Great Britain's Sarah Storey produced a dominant performance to claim ParalympicGB's first gold medal of the London Games in the women's C5 individual pursuit final.
After setting a world record in qualifying fastest for the final, she passed Polish opponent Anna Harkowska half-way through the 3000m event to claim a momentous gold.
The swimmer come cyclist now has eight Paralympic gold medals to her name and has thrust herself into British sporting folklore with Britain's first gold on home soil.
"It does look easy but you've got to prepare so I have to respect all my competitors," Story said. "I didn't expect to be able to catch her like I did so I obviously stepped my game up
"You're always willing the rider to come to you as quickly as possible. I always said if I could get off to a really great start and to come away with a gold medal is brilliant."
Mark Colbourne won Britain's first medal earlier in the day as he claiming silver in the men's C1-3 1km time trial.
The 40 year old, who broke his back following an emergency landing while paragliding in 2009, guaranteed himself a medal after finishing second behind China's Yu Li Zhang, who set a world record in winning gold, and ahead of bronze medallist Tobias Graft.
Fellow Brits Darren Kenny, who was first with seven riders remaining, and Richard Waddon finished fourth and nineth respectively, with Colbourne leapfrogging the pair to take silver.
"It's very exciting and obviously I've worked for the last nine months on the track as well and a big thank to all the coaches who got me in the best shape possible," Colbourne said.
"We've done this time and time again in training so it's just about repeating the process and you try and blank out 6,00 people. It was very loud I only heard the crowd after lap three after I relaxed but I was just focused on that black line."
Meanwhile, both Dai Coates and Ben Quilter were left disappointed after missing out on gold on the opening morning of the Games.
Competing in her record equalling eighth Games, Coates required a top eight finish in qualifying for the 10m air rifle SH1 to reach Thursday's final.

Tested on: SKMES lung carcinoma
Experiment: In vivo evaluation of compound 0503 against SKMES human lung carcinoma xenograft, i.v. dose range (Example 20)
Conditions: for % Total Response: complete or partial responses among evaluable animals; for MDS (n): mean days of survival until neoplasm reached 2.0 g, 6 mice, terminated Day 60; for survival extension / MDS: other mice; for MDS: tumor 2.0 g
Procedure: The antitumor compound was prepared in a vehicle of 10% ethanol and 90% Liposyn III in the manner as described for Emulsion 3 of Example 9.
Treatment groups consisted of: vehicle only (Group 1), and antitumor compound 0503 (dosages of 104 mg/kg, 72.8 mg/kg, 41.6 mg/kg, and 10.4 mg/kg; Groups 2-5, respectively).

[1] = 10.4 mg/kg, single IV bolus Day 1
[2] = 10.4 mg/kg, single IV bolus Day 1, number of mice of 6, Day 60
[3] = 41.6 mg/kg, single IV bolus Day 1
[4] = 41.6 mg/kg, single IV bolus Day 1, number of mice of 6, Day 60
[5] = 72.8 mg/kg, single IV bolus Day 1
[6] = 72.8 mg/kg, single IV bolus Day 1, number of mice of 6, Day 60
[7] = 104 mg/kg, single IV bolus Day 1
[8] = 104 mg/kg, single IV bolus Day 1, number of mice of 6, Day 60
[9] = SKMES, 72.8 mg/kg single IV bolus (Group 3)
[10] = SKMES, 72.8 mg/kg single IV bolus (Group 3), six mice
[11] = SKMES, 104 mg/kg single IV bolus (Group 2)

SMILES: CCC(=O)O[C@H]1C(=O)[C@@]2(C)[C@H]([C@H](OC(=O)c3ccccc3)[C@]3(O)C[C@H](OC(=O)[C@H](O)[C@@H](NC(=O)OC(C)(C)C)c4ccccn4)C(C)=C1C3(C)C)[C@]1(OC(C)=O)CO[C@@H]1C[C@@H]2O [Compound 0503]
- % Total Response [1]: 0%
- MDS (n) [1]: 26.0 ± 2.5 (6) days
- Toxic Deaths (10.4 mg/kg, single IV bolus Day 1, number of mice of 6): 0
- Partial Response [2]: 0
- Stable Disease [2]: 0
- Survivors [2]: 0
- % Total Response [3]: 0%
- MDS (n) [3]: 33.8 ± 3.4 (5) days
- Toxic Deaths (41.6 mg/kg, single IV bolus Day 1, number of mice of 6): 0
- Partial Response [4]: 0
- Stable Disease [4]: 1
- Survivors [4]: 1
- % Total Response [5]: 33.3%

Scores of 99, 98 and 99 represented a solid start but after closing with a 94 she fell to 10th ; requiring favours from elsewhere to finish in the top eight, which weren't forthcoming as the 58 year old gold medal favourite crashed at the first hurdle.
"I was going well until the last series and I blew it," she said.
"I just didn't achieve it today, unfortunately. All you need is one bad shot and that's the end of it. It's disappointing but even more disappointing not to have been on top of the pile where I should have been.
"Some of my family have never seen me shoot before so it would have been nice to have done it for them."
Coates, knocked out by two points, has the opportunity to redeem herself in the mixed R3 10m air rifle prone SH1 competition. Team-mates Karen Butler and Mandy Pankhurst finished 12th and 16th respectively.
Another GB favourite for a medal, Quilter, also suffered disappointment on day one after being knocked out by defending Paralympic champion Mouloud Noura from Algeria after losing by an ippon in the men's -60kg at the Excel Centre.
However, the 30 year old has the opportunity to grab a medal for ParalympicGB having won in the repecharge over Mongolia's Munkhbat Aajim.
Quilter said: "It was a very tense finish and it is great to have the crowd behind me.
"I don't want to be in that match, though. I wanted to be in the semi-final but you are where you are.
"Unfortunately, that is where I was and there is still a long way to go and a few more hard fights until this day is over.
"It was very hard to respond [after the defeat to Noura]. I am not used to losing so I think that made it even harder.
"Such is the sport, though, and I am sure I will lose again - but hopefully not today."
In the pool, Jonathan Fox put down a marker for the final of the S7 100m backstroke, setting a new world record of 1:09.86 seconds to qualify first for Thursday's final.
In front a electric home crowd, Fox finish three seconds ahead of his rivals, and take 0.59 seconds off his own existing world record to install himself as the outright favourite for gold.
"I came to the heat looking to qualify first for the final tonight which I have obviously done," Fox said.
"I didn't realise I had broken the world record until I looked up at the scoreboard.
"I had wanted to go under 1:10 for a very long time and this is really the competition to do it at.
"I'm very happy."
Records continued to tumble for ParalympicGB, this time at the velodrome where Sarah Storey stormed to a brilliant world record in the women's C5 pursuit to qualify fastest for the final
The 35 year old swimmer turned cyclist produced a storming performance as she looked to add an eighth career Paralympic gold which she goes for on Thursday.
"I know we heard our colleagues say this during the Olympics but it's so hard to explain the energy the crowd gives you," Storey said.
"On the last lap I could hear I was on for the record. This is everything. I've been working on this in training so hard. I'm so chuffed."